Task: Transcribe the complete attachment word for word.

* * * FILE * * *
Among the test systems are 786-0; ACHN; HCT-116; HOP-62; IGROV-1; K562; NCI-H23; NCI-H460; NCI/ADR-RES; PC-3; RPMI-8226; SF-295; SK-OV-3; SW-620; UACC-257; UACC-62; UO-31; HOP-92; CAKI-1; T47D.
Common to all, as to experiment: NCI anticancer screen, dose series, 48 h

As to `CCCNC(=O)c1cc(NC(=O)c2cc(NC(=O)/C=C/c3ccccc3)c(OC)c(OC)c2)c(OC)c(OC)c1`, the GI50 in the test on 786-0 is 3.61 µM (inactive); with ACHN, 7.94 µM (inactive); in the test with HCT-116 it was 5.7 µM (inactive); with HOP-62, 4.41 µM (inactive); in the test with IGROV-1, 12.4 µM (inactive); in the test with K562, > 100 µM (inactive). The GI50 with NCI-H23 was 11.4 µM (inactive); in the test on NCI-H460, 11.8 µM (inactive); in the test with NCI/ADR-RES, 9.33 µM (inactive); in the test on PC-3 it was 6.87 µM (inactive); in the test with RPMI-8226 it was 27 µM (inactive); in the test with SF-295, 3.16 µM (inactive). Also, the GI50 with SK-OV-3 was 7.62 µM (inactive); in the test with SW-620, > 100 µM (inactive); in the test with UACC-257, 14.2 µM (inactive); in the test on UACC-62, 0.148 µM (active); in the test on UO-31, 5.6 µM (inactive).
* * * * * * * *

Among the test systems are 786-0; ACHN; HCT-116; HOP-62; IGROV-1; K562; NCI-H23; NCI-H460; NCI/ADR-RES; PC-3; RPMI-8226; SF-295; SK-OV-3; SW-620; UACC-257; UACC-62; UO-31; HOP-92; CAKI-1; T47D.
Common to all, as to experiment: NCI anticancer screen, dose series, 48 h

As to `CCCNC(=O)c1cc(NC(=O)c2cc(NC(=O)/C=C/c3ccccc3)c(OC)c(OC)c2)c(OC)c(OC)c1`, the GI50 in the test on 786-0 is 3.61 µM (inactive); with ACHN, 7.94 µM (inactive); in the test with HCT-116 it was 5.7 µM (inactive); with HOP-62, 4.41 µM (inactive); in the test with IGROV-1, 12.4 µM (inactive); in the test with K562, > 100 µM (inactive). The GI50 with NCI-H23 was 11.4 µM (inactive); in the test on NCI-H460, 11.8 µM (inactive); in the test with NCI/ADR-RES, 9.33 µM (inactive); in the test on PC-3 it was 6.87 µM (inactive); in the test with RPMI-8226 it was 27 µM (inactive); in the test with SF-295, 3.16 µM (inactive). Also, the GI50 with SK-OV-3 was 7.62 µM (inactive); in the test with SW-620, > 100 µM (inactive); in the test with UACC-257, 14.2 µM (inactive); in the test on UACC-62, 0.148 µM (active); in the test on UO-31, 5.6 µM (inactive).